Most financial advisors consider themselves retirement experts. Sure, most of them know the minutiae of individual retirement accounts (IRAs) and 401(k)s and, indeed, most would be able to explain to a client why a 403(b) or a SEP-IRA might make sense.
But do you know what an ESOP is?
Too many advisors are unfamiliar with ESOPs. Mastering how this obscure qualified retirement plan works can ultimately benefit at least some of your clients, especially those who have a great deal of their net worth tied up in their own businesses. An ESOP, which is the acronym for employee stock ownership plan, is a tool that allows owners to unlock their wealth by implementing a partial or complete buyout of their shares. Because an ESOP is a retirement plan, the buyers and sellers in these transactions enjoy tax benefits that aren't possible with ordinary leveraged buyouts.
Because of the complexity of ESOPs, no one is suggesting that financial consultants become ESOP experts. But, learning the ESOP basics can help you differentiate yourself from your peers — those who haven't familiarized themselves with this business succession option. Knowing ESOP rules and regs might eventually help you attract more assets. When clients cash in a chunk of their businesses through an ESOP, they're likely to invest that money — and it may as well be with the person who introduced them to this alternative. In fact, in some circumstances a quirk in the ESOP regulations requires that an owner invest the proceeds in domestic securities to obtain a valuable tax benefit. “Whoever drives the liquidity decision and provides a leadership role in that discussion will have first shot at the assets,” observes Jim Nelson, who is a senior vice president with the corporate client group-ESOP advisory at Smith Barney.
OBSCURE BUT GROWING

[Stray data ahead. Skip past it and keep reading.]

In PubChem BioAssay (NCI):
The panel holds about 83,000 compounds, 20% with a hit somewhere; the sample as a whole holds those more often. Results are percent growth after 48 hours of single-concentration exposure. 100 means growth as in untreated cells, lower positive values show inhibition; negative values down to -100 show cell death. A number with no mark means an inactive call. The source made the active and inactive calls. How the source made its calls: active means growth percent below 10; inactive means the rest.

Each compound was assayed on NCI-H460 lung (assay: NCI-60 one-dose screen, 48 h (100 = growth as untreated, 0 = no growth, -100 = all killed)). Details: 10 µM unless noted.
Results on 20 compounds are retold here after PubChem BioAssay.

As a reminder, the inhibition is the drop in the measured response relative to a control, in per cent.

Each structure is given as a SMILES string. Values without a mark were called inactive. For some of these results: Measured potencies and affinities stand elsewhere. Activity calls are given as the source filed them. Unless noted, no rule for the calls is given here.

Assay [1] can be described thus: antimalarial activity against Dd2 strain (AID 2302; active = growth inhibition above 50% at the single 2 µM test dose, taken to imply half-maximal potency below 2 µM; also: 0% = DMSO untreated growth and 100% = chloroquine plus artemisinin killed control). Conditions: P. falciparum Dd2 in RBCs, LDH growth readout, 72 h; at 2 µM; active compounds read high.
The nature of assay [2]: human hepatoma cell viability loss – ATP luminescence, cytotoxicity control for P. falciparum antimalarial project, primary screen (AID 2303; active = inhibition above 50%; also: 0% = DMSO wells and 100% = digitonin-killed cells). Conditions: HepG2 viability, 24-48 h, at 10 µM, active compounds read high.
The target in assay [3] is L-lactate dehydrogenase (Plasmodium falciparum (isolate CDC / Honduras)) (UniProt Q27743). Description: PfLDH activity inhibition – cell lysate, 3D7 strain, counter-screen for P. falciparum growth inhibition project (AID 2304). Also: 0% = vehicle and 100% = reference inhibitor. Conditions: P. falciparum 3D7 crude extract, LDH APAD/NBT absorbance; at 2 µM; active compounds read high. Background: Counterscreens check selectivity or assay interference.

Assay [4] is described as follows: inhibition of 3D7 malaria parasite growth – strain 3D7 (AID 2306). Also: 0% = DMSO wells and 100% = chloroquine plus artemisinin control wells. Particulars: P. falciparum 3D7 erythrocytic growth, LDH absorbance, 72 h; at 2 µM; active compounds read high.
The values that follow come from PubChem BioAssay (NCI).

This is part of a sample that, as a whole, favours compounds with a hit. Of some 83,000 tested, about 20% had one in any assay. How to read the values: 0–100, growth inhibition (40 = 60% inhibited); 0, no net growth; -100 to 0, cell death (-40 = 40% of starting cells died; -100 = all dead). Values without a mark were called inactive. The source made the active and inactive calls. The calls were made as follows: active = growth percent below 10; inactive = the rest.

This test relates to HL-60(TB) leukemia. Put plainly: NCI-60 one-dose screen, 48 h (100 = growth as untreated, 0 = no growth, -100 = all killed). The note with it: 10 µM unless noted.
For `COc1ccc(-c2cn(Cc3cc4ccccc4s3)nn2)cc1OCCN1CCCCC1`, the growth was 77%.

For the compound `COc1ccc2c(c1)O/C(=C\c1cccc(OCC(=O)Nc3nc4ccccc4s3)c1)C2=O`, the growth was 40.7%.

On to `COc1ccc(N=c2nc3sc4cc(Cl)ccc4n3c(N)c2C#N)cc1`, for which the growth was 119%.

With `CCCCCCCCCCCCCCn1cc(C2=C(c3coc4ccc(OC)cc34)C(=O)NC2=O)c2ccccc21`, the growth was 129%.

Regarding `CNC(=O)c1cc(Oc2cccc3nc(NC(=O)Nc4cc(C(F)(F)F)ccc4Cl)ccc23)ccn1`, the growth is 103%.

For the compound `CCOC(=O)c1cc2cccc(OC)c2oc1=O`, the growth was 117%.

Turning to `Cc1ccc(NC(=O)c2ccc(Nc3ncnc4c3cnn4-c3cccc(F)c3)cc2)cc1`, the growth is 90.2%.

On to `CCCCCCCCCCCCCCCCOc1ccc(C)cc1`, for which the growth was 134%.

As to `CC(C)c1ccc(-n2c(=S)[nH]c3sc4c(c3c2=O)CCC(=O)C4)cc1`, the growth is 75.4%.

ESOPs are used by 9,225 companies, covering 10.1 million employees, according to the National Center for Employee Ownership, a trade group in Washington, D.C. These plans are estimated to own roughly $600 billion in assets. And the demographics suggest that the numbers could grow as aging entrepreneurs begin exploring succession options. About 50 percent of individuals who are worth between $1 million and $10 million have a stake in a privately held company, says Joseph Fahey, who is national director for business-planning services at the financial planning group of Wachovia. Seventy-five percent to 80 percent of individuals with a net worth in the $10 million-to-$50 million range own privately held businesses. “Clients need to figure out how to transition the business from one generation to the next,” Fahey says, “and an ESOP is one way to do it.”
The chief aim of an ESOP is to transition an often-aging entrepreneur out of a business while setting up a way to attract, reward and retain a company's workers. To accomplish this, an ESOP trust is established to buy stock from the owner. The seller doesn't have to relinquish his entire holdings, but he has to sell at least a 30 percent stake in the business in order to defer his capital gains. The other requirement is that the company be a C corporation. Not surprisingly, most companies must obtain financing to buy the owner's shares. First, the company obtains a bank loan and lends this money to the ESOP trust, which then uses the cash to purchase the owner's shares. The company guarantees the loan, which is based on the company's credit, not the individual's credit. If the company's credit falls short of the needed financing, the seller may provide a guarantee, but that is rare.
By law, an owner can't make a killing on an ESOP; the sale of stock must be based on the company's fair market value, which is determined by an outside expert, such as an independent valuation consultancy. Some owners never seriously consider an ESOP because they believe they can pocket more money through other alternatives, like selling the company outright or through an initial public offering. “If you are looking to put a company in a competitive bidding situation to maximize value, an ESOP is not a good solution,” says Kim Abello, a managing director at Duff & Phelps, a leading independent financial-advisory firm. “Instead you should take the company to market and solicit bids.”
In fact, ESOPs typically appeal to owners who are interested in rewarding the employees that helped them build the business. ESOPs are also often used as a supplement to a firm's 401(k) or other retirement plan. They can be ideal for individuals who shudder at the prospect of someone else running the company, or worse, carving it up into expendable pieces that can be sold to the highest bidder. “It isn't just a financial transaction for them. What they are wanting to do is create an ownership culture,” Nelson says. They want their employees to think like owners and reward them like owners. It's not just a spread-sheet exercise.”
INTELLECTUAL CAPITAL AND THE TAX LURE